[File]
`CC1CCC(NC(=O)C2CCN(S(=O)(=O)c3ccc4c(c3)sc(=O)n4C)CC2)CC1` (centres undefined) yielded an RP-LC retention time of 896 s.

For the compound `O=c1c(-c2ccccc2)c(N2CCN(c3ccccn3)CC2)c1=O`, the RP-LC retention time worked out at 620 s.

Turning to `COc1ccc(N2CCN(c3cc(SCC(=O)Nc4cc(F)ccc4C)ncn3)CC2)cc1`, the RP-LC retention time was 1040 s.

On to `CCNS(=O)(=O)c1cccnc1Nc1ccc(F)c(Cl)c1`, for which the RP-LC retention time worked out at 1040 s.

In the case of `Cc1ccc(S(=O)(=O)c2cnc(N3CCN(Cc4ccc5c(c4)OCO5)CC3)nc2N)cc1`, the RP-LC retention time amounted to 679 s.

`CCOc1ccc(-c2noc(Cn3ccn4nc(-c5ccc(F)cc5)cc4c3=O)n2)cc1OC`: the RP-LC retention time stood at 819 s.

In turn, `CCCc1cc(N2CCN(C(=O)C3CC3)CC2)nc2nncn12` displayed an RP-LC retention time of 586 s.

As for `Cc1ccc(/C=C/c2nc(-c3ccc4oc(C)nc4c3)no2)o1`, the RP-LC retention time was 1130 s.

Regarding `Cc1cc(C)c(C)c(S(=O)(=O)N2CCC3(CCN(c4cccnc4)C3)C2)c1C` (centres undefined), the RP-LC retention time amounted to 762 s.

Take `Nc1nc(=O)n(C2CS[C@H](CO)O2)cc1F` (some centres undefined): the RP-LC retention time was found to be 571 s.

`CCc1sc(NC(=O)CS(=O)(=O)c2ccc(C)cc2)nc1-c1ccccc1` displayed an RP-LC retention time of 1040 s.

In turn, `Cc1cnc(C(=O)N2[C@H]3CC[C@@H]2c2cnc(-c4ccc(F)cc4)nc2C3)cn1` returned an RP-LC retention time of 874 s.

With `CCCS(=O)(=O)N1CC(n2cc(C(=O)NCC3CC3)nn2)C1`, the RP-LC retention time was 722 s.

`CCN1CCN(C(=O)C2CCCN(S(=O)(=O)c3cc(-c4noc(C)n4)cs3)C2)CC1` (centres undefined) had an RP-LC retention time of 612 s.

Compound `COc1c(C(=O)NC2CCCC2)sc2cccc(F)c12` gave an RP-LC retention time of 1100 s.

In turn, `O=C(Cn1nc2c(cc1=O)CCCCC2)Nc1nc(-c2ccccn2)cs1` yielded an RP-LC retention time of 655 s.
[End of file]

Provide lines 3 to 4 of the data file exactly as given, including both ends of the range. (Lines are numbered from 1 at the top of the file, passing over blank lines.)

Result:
Turning to `COc1ccc(N2CCN(c3cc(SCC(=O)Nc4cc(F)ccc4C)ncn3)CC2)cc1`, the RP-LC retention time was 1040 s.

On to `CCNS(=O)(=O)c1cccnc1Nc1ccc(F)c(Cl)c1`, for which the RP-LC retention time worked out at 1040 s.